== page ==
Advice for a corporate project (specialized health Klinik)
I came across this forum doing a web search and it seems good so thought I could ask some advice.
I am an American living in Germany; I have a video background and have recently been contacted by a local health clinic about creating short videos for them (4-7 min). The thing is, my background goes way back and I'm not so up on the latest equipment - I shot in the late 80s & early 90s on professional equipment (i.e. Ikegami 55L camera) and spent many years as a broadcast TV video editor in NY (Grass Valley switchers, Sony 9000 editor, Abakus, Chyron, etc).
I've taught myself non-linear editing and because of my background that's really no problem (I'll probably use Premiere).
When it comes to the camera, tripod, mic(s), lights, etc, I'm at a bit of a disadvantage. My prospective client has a small budget (looks like 5000 EUR each for 3 videos) and they want me to buy the equipment with that budget. A lot of the videos will consist of animations and stock footage which need to be licensed (I'll need to license some music as well); I'll also shoot some mock discussions (real discussions between staff posing as clients) and show some of the location. I can do VOs myself. So here are some specific questions and I'm very open to concerns I may have left out:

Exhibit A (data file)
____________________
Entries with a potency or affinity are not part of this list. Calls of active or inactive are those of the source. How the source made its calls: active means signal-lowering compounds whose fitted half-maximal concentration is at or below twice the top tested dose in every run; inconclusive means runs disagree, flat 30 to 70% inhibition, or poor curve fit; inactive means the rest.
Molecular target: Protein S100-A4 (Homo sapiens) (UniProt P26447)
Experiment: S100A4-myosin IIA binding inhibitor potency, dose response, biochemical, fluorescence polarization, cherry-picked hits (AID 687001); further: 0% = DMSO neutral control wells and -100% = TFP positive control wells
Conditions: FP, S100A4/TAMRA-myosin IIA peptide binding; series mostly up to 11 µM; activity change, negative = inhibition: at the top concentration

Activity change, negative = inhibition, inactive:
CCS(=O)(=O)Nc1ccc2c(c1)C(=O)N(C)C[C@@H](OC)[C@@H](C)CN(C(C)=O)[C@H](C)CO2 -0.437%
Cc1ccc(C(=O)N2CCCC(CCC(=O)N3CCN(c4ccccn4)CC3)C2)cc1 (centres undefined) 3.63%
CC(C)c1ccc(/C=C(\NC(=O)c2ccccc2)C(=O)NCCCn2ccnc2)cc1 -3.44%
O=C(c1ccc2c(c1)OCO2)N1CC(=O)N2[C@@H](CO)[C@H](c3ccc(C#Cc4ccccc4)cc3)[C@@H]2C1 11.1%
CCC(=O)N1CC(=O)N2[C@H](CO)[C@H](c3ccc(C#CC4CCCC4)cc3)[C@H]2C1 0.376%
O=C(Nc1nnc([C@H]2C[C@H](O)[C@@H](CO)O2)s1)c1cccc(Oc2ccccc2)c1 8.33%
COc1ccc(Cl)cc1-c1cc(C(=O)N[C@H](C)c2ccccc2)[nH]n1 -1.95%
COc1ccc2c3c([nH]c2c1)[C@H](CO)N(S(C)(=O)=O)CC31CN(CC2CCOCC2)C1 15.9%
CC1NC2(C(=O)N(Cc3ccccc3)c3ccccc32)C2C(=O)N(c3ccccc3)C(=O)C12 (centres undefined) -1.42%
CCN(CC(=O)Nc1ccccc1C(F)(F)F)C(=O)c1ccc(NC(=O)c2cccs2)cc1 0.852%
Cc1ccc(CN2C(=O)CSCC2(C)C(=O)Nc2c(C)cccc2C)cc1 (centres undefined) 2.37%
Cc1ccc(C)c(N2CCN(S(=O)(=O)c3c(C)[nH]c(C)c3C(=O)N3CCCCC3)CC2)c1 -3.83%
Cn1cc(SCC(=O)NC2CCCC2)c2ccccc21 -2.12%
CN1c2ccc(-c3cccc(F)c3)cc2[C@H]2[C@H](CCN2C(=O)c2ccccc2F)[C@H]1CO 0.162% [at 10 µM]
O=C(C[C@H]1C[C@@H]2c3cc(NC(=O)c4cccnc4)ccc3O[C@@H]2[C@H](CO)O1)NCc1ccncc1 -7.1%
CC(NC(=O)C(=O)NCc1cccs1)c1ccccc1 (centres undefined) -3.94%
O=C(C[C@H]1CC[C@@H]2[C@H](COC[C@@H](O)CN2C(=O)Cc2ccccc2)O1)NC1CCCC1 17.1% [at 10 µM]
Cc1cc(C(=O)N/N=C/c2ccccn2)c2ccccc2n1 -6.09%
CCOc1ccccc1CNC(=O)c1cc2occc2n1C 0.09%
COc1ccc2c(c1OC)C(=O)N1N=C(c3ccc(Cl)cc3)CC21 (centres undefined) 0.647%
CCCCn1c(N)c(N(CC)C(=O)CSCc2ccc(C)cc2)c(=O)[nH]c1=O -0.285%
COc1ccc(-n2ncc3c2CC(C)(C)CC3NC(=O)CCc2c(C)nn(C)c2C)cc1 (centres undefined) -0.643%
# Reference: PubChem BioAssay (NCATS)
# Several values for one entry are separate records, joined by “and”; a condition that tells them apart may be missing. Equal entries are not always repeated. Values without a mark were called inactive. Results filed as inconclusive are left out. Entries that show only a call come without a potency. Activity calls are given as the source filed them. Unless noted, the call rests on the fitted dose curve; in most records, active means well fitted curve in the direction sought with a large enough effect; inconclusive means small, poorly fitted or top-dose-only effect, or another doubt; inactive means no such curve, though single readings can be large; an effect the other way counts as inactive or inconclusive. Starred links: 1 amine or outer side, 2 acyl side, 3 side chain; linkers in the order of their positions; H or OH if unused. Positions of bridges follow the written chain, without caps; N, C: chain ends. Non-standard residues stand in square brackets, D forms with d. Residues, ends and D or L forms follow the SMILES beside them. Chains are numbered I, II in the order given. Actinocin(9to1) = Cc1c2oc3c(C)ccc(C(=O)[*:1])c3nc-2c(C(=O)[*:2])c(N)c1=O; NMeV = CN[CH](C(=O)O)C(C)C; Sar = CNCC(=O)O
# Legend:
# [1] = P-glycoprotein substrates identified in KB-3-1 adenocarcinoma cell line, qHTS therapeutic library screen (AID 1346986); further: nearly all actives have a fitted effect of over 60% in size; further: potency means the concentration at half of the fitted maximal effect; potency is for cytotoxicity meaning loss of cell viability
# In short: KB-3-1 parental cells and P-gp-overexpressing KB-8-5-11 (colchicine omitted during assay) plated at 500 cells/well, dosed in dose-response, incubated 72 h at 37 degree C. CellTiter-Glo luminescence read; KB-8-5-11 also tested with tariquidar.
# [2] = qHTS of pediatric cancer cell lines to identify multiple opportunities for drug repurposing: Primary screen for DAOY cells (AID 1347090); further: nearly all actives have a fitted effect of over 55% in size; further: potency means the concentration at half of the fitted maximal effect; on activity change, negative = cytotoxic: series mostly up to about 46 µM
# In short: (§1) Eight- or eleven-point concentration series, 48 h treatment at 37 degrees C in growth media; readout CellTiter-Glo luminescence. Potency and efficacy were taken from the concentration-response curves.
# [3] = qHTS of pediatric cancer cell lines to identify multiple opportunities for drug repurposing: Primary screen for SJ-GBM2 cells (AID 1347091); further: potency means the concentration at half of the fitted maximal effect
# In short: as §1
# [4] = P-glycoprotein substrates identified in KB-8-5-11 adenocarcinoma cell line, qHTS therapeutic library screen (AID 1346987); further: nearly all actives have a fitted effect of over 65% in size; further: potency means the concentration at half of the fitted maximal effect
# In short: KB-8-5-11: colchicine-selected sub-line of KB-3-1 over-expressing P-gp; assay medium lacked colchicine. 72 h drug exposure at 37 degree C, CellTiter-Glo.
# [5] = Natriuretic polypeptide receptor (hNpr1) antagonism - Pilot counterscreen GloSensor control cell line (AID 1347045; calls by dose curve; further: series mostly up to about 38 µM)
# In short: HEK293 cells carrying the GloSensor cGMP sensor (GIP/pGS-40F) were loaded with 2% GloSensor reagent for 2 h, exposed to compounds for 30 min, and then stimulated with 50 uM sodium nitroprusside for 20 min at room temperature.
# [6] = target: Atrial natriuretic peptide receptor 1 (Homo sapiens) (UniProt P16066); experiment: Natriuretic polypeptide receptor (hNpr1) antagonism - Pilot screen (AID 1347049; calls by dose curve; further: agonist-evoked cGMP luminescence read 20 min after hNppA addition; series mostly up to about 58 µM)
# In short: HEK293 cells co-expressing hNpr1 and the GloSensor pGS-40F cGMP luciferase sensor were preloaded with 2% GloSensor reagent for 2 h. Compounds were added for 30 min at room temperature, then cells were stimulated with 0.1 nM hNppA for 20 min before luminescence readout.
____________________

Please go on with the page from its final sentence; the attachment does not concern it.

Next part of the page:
For the camera itself, as much as I'd love to go pro or semi-pro, I'm thinking of going high-end prosumer because A) it's coming out of the budget that pays me and B) I don't think the highest quality is really necessary as the videos will mainly live on the client's website and youtube channel. (they've talked about offering them to local TV stations as a PR tool when related topics are in the news, and for this I'd render the highest quality possible, but that's really a secondary concern). I've heard that nowadays the quality has improved so much that these top-level prosumer camcorders look pretty damn good especially as the finished product will be seen on the web - am I really off on this?
For audio, I will need to shoot some conversations but never more than two people at a time. Can I get away with an externally connected shotgun mic on the camera or do I need to go with two Lavs (clip-ons) and have a separate mixer and recording medium (I assume the prosumer camera won't have more than 1 mic input, though it would be great if there were two). RE: voice-overs, could I use the shotgun mic for that (if the shotgun makes sense as I wrote above) or do I need a separate USB mic? I have mic stands already.
I want to make sure to get a good tripod as nothing bugs me more than fighting the tripod to get a smooth pan/tilt. I'll be shooting in pretty tight spaces so I don't think I need a dolly or sliders. Am I wrong on that?
Their lighting is pretty good so I was hoping to go without external lights. Saving the money is a concern, but also transportability. They told me that recently they started having a photographer who shoots in natural light and it's been working well. I also feel like as I'll be using staff and not real actors, they'll probably relax more without external lights on them. I've heard that the prosumer cameras adjust well to low light. True?